• Returning Home from Iraq and Afghanistan: Readjustment ... Released: March 26, 2013
    The wars in Iraq and Afghanistan have been the longest sustained U.S. military operations since the Vietnam era, sending more than 2.2 million troops into battle, and resulting in more than 6,600 deaths and 48,000 injuries. While many service members return home relatively unscathed and report rewarding experiences, others return with varied complex health conditions and find that readjusting to life at home, reconnecting with family, finding work, or returning to school is an ongoing struggle. The IOM was asked to study veterans’ physical and mental health, as well as other readjustment needs. Following its phase one report, this report presents the IOM’s comprehensive assessment of the physical, psychological, social, and economic effects of deployment on service members, veterans, their families, and their communities.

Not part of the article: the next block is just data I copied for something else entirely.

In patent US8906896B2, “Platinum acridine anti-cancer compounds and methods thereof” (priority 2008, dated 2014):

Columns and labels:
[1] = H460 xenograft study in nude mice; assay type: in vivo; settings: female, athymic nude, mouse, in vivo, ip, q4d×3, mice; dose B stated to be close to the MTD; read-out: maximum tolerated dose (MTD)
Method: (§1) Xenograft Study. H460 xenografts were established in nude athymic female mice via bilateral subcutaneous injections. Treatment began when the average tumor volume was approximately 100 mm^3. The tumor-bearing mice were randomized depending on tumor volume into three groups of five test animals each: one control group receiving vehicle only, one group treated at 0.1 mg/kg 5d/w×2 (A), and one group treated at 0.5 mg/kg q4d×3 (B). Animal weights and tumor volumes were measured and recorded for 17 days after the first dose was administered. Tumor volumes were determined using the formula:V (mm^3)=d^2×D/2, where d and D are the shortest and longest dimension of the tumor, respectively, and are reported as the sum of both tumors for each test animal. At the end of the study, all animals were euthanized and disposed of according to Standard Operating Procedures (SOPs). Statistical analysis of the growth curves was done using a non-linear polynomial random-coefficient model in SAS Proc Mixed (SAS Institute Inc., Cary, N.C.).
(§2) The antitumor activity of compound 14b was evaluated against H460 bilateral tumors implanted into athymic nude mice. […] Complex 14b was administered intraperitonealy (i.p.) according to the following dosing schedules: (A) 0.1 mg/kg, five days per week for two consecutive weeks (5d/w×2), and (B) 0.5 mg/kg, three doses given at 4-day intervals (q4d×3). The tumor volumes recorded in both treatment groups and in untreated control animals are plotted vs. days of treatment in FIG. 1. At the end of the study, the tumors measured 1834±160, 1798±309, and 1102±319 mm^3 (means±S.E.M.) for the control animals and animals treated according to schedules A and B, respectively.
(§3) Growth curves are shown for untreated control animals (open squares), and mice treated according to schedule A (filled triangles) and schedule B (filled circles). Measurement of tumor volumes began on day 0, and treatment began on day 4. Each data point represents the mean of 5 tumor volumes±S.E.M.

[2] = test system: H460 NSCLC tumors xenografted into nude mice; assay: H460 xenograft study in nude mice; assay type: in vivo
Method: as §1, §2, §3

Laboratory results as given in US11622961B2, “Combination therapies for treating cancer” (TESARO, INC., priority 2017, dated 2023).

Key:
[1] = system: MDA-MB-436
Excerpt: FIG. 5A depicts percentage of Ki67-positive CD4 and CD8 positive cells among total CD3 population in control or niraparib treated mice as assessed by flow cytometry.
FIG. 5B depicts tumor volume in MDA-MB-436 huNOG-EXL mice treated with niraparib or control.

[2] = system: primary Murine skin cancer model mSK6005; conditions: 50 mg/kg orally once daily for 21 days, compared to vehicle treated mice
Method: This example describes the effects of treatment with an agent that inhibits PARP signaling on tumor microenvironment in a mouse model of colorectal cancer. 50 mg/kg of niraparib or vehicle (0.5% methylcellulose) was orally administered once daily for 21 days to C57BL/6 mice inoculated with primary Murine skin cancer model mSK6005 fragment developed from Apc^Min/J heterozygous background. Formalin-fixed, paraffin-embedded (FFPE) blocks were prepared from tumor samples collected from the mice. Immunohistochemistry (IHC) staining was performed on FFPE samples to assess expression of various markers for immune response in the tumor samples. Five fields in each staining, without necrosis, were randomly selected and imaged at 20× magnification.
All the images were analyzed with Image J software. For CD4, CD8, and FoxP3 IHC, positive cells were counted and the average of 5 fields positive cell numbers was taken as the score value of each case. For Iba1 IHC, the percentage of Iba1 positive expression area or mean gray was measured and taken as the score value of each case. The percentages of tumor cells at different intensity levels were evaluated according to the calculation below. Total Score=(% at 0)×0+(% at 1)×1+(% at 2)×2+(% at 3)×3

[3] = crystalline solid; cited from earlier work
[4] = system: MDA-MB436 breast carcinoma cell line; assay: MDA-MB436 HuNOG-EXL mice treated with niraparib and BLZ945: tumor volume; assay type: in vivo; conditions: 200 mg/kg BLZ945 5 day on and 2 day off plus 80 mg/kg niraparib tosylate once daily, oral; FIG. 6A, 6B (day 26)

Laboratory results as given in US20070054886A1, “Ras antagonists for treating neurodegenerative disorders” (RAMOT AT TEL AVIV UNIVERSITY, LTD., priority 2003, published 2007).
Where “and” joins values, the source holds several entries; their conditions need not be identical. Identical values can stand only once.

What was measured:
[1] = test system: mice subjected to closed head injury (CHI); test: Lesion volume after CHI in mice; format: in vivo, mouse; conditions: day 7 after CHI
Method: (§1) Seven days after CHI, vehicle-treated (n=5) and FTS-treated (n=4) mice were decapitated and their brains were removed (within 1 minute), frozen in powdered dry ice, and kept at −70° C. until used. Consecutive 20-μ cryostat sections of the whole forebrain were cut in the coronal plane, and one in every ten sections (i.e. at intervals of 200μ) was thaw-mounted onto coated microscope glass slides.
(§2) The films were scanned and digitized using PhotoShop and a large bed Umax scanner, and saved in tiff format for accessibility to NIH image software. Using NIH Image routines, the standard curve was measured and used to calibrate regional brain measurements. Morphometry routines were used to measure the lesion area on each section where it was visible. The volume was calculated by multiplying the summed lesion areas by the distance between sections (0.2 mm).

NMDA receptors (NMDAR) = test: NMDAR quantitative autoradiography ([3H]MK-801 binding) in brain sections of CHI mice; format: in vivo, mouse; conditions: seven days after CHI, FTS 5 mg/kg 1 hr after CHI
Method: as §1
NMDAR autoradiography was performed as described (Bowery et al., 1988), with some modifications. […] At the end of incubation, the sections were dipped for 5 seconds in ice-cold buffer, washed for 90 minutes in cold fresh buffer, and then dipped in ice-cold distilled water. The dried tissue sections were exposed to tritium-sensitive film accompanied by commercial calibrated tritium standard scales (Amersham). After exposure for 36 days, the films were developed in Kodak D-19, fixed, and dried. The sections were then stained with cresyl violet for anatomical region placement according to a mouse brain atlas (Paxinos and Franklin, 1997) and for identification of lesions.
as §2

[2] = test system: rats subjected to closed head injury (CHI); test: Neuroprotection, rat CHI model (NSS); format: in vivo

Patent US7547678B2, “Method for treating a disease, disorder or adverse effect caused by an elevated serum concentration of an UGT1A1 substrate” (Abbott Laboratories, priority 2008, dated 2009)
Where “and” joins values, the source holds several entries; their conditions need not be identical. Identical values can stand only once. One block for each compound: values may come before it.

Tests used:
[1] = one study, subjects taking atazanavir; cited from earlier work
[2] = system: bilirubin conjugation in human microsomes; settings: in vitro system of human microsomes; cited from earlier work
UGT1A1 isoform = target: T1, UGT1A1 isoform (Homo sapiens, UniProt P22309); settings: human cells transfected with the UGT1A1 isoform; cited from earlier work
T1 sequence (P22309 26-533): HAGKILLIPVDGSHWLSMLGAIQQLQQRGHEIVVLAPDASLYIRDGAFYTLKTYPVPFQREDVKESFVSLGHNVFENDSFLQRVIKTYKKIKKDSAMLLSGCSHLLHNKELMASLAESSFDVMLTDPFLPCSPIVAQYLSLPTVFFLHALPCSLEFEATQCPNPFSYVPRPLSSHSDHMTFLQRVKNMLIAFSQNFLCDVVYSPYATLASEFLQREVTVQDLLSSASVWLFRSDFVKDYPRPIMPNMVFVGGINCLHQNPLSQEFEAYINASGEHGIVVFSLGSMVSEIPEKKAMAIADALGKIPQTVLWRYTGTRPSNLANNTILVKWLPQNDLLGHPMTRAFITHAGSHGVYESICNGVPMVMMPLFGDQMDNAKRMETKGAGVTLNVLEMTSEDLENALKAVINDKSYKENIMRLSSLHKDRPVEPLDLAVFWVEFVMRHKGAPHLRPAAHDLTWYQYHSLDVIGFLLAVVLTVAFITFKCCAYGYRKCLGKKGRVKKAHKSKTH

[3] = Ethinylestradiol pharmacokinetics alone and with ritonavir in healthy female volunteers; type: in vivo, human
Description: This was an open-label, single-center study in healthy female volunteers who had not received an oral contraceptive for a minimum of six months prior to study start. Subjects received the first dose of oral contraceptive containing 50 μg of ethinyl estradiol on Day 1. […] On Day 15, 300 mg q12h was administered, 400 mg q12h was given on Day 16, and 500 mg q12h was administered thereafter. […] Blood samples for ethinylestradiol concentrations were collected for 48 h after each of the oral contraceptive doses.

• Substance Use Disorders in the US Armed Forces : Health ... Released: September 17, 2012
    Like many sectors of society, the U.S. military has a long history of alcohol and other drug misuse and abuse. In recent years, the face of the issue has been transformed by increasing rates of prescription drug abuse among service members. To better understand the current substance use problems within the U.S. military, the Department of Defense (DoD) asked the IOM to analyze policies and programs that pertain to prevention, screening, diagnosis, and treatment of substance use disorders for active duty service members in all branches, members of the National Guard and Reserve, and military families. The IOM concludes that to deal with this public health crisis, the DoD will need to consistently implement evidence-based prevention, screening, diagnosis, and treatment services and take leadership for ensuring that these services expand and improve.
  • Treatment for Posttraumatic Stress Disorder in Military and ... Released: July 13, 2012